Whether you are a business owner or you're self-employed you are responsible for paying taxes. In order to do this you need to understand the rules and make sure you keep accurate records of your income and outgoings. 
Tax Penalties and how to avoid them 
Whether you are a business owner or you're self-employed you are responsible for paying taxes. In order to do this you need to understand the rules and make sure you keep accurate records of your income and outgoings. Having to do this on top of running your business can sometimes feel like a bit of a burden but if you don't keep on top of the financial side of your business it can cost you a lot in penalties, not to mention time spent trying to sort it all out. 
This blog explains what the self-assessment penalties are, how to avoid them and how to appeal if you do get one. 
What are the potential Self Assessment penalties? 
HMRC pursue those who pay their taxes late or try to avoid it and they generate a lot of revenue from it. If you miss a deadline or make an error in your Self Assessment it can cost you a great deal, whether you actually owe tax or not. 
The best way to avoid the stress and financial burden of a penalty is to understand why you might get one and what it will cost you if you do. 
When to file to avoid a penalty 
The deadlines for filing and paying your taxes are: 
• 31st October — filing deadline for paper tax returns 
• 31st January — filing deadline for online tax returns 
• 31st January — deadline for paying the tax you owe 
You will receive a penalty for filing late (late is deemed as after midnight on the due date) 
To avoid this expense, you need to know the deadlines for filing and paying. 
The penalties for filing late depend on how delayed you are and whether you owe any tax. The table below outlines the costs. 
Late Filing Penalties 
On the penalty date - an immediate fine of £100 
3 months late charges of £10 per day for up to 90 days (a £900 maximum) 
6 months late Fine of £300 or 5% of the tax due (whichever is greater)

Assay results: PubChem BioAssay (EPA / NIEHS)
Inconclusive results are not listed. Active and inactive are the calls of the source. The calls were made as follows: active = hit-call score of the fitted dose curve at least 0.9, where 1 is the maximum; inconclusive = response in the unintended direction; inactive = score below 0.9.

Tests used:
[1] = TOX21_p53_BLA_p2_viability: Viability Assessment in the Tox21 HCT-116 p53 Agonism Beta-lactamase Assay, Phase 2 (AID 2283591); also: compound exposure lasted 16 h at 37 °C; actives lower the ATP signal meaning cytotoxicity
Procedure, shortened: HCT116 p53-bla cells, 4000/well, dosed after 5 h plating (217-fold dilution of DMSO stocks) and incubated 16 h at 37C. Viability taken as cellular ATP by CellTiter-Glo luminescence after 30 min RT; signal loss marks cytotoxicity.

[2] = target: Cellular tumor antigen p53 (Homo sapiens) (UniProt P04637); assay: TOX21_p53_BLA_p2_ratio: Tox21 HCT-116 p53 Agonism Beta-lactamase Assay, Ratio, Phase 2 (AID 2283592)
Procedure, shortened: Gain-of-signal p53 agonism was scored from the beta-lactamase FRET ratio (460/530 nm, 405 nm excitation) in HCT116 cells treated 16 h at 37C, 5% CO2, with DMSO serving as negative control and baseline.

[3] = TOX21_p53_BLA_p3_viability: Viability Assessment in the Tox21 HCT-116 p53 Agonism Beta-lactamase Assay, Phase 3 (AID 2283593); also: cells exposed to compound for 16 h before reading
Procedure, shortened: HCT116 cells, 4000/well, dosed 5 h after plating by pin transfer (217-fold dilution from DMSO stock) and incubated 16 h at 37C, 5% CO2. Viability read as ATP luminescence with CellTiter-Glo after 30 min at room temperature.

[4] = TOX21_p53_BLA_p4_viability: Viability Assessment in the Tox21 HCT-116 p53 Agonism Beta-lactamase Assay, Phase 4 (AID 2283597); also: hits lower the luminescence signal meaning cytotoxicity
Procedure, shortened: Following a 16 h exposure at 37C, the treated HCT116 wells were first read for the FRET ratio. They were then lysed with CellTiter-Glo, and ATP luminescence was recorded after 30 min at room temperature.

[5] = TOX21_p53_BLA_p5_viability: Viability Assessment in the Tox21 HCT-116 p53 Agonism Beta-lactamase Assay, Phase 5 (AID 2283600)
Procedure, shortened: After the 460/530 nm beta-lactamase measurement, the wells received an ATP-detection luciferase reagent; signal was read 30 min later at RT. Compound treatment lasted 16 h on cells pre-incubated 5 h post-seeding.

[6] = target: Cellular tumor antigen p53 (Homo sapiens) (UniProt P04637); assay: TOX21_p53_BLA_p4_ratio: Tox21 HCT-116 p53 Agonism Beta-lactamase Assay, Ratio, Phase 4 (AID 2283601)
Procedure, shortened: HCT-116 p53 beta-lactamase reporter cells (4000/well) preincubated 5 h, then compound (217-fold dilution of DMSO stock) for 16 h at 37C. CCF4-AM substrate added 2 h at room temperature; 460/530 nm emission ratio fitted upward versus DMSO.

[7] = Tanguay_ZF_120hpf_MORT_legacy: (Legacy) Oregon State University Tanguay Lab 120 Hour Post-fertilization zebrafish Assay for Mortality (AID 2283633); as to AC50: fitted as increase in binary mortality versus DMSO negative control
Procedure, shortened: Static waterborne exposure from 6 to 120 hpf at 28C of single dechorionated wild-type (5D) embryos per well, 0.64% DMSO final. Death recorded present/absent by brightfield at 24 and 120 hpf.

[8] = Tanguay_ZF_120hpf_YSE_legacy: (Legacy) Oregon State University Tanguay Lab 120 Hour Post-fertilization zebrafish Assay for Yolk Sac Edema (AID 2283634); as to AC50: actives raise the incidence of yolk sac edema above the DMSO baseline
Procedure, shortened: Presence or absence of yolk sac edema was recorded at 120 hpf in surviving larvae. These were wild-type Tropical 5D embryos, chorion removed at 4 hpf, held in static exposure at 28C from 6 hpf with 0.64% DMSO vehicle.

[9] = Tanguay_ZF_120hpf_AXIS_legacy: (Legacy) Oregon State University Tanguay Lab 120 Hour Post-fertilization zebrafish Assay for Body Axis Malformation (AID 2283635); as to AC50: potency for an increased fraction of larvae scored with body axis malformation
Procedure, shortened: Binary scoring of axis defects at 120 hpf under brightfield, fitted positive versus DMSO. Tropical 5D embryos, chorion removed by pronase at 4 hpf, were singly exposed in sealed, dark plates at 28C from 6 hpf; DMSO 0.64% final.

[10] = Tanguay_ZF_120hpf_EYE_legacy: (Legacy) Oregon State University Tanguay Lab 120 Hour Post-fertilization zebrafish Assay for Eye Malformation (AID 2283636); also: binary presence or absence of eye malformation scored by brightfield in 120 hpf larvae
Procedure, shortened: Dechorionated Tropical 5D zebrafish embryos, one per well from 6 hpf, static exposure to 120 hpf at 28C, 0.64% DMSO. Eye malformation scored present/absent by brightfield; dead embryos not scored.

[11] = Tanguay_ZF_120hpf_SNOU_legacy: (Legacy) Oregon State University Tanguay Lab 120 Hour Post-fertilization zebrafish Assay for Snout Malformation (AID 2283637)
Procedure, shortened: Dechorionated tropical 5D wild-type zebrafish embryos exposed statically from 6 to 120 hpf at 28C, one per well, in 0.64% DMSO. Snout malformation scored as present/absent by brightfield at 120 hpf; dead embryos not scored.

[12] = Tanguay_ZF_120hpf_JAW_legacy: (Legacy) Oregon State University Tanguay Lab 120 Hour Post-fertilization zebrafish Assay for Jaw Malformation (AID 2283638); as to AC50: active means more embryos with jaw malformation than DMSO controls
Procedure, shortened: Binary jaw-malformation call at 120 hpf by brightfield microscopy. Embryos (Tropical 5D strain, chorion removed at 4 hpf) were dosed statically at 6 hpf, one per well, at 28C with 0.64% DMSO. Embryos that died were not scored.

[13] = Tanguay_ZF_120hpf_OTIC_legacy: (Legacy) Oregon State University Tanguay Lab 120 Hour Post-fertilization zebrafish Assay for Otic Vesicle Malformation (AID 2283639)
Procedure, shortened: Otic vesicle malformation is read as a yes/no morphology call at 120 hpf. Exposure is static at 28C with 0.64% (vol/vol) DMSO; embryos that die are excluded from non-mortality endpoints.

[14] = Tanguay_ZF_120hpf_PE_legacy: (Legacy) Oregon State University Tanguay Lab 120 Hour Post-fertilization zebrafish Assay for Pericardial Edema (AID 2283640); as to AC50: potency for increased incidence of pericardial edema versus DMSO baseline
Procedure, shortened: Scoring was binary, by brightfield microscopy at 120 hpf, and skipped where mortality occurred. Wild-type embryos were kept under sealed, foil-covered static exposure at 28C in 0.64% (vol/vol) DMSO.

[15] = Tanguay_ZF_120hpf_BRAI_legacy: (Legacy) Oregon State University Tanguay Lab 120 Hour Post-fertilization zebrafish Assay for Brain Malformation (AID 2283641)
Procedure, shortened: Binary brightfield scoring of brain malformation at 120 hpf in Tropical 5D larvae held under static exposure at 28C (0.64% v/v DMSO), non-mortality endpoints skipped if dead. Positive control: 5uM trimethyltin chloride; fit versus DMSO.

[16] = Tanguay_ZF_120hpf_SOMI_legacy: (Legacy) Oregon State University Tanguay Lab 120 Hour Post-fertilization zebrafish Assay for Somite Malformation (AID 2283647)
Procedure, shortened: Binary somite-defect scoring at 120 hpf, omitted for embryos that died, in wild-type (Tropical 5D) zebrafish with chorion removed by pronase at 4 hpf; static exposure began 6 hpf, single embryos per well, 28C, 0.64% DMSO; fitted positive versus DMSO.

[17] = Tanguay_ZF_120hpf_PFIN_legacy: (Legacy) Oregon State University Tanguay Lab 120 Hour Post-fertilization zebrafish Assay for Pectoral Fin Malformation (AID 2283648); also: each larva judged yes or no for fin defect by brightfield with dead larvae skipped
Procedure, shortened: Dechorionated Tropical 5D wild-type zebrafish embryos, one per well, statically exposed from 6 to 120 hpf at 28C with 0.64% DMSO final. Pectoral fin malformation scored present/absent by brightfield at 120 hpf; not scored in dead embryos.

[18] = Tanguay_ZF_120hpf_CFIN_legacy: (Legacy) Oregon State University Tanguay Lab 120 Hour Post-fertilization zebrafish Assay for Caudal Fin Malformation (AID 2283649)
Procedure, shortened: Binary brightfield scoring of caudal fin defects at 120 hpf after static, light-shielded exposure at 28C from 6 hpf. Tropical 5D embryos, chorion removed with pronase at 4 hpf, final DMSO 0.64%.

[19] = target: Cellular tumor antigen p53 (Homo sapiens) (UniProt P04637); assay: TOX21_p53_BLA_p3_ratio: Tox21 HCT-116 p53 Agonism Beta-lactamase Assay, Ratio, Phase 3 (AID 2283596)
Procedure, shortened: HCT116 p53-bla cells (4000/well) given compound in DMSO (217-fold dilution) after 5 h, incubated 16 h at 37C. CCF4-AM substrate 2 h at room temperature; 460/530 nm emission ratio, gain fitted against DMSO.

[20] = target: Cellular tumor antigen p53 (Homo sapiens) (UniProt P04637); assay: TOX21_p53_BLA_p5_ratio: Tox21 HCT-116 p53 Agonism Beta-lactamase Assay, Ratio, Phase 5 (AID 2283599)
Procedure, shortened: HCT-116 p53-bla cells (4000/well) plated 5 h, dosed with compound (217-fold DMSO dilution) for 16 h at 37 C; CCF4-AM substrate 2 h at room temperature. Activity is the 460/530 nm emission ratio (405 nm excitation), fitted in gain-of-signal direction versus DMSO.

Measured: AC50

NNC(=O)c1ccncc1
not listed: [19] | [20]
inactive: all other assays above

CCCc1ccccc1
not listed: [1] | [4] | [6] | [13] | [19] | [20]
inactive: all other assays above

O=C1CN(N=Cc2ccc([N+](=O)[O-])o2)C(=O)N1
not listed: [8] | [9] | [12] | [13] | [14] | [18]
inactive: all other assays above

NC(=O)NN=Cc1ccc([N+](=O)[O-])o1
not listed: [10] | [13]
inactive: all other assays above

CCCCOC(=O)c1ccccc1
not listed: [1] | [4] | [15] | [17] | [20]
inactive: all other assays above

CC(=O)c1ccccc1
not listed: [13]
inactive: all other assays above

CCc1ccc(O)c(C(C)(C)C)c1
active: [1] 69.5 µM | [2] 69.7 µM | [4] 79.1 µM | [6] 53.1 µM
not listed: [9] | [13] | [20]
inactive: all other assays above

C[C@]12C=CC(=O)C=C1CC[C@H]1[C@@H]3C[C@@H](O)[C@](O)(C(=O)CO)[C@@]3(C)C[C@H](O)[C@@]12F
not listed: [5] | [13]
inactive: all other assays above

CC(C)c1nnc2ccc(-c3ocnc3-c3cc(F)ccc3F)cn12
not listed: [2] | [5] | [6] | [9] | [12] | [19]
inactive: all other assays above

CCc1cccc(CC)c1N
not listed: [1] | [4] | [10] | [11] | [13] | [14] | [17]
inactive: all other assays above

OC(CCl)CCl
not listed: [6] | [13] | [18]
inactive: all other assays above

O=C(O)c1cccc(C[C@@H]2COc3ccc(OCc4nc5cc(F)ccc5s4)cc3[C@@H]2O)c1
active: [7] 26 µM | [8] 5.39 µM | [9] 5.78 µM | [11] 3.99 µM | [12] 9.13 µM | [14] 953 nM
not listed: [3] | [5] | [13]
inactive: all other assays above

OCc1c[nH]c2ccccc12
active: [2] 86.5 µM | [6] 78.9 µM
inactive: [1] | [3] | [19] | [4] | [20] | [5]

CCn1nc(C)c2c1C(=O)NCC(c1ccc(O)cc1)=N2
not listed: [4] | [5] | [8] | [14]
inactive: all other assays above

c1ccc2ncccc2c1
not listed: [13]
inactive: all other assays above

12 months late - Additional fine of £300 or 5% to 100% of the tax due (whichever is greater and depending on the intention behind the missed deadline) 
Learn more about late filing penalties on GOV.UK. 
Penalties for late payments 
You will only receive a late penalty if you owe tax. Missing the deadline for paying your tax liabilities means HMRC will charge you interest on the amount due. The charge is automatic and begins accruing as soon as you miss the deadline. 
Charges are applied at 30 days, 6 months and 12 months after the tax payment due date. 
The table below shows the costs and when they’re accrued. 
Late Payment Penalties 
30 days late 5% of the tax due 
6 months late Additional fine of 5% of the tax due 
12 months late Additional fine of 5% of the tax due 
Learn more about late payment penalties on GOV.UK
Errors in your Self Assessment tax return 
If you make errors in your tax return or underestimate the tax you should pay HMRC may penalise you. You can also be penalised if you fail to notify them of an incorrect assessment. 
The penalty you could receive depends on the type of behaviour cited and the assessment of taxpayer culpability. HMRC sorts behaviours they consider into the following categories: 
1. Genuine error. You took reasonable care to correctly report your income and taxes (for example, if you submitted the wrong form but filled it out correctly). 
2. Error due to negligence. A mistake resulted from failure to take reasonable care to report or pay taxes. 
3. Deliberate errors. You made a mistake on purpose but did not attempt to hide it. 
4. Concealed deliberate error. You made a deliberate error and made arrangements to conceal the mistake. 
Penalties are also affected by whether or not you notify HMRC of an error yourself: 
• Unprompted disclosure - you communicate the errors before HMRC sends you a penalty notice or starts looking into your records. 
• Prompted disclosure - HMRC contacted you about an error and started an enquiry. 
Once your behaviour and culpability are determined, HMRC calculates costs as a percentage of potential lost revenue (PLR) or the amount of tax you still need to pay once the error has been corrected. The table below outlines the range of errors and the penalties. 
Penalties for errors 
Types of behaviour Unprompted disclosure 
(Cost as % of PLR) Prompted disclosure (Cost as % of PLR) 
Genuine error No penalty No penalty 
Error due to negligence 0% to 30% 15% to 30% 
Deliberate error 20% to 70% 35% to 70% 
Concealed deliberate error 30% to 100% 50% to 100% 
Failure to notify or register penalties 
HMRC can also penalise you for not registering for Self-Assessment or not notifying them of any changes that affect your tax liability. 
If you’re eligible to register for Self-Assessment, you must do so by the assigned deadline (currently 5 October following the end of the tax year you started self-employment). 
Failure to Notify 
If you don't notify HMRC about anything affecting what you owe in taxes, you can receive a “failure to notify” tax penalty. 
Learn more about failure to notify penalties at GOV.UK
If keeping your accounts up to date and filing tax returns fills you with dread, the safest thing to do to avoid penalties and stress is to outsource it to a bookkeeper or accountant. Contact us if you feel you need help completing your accounts. 
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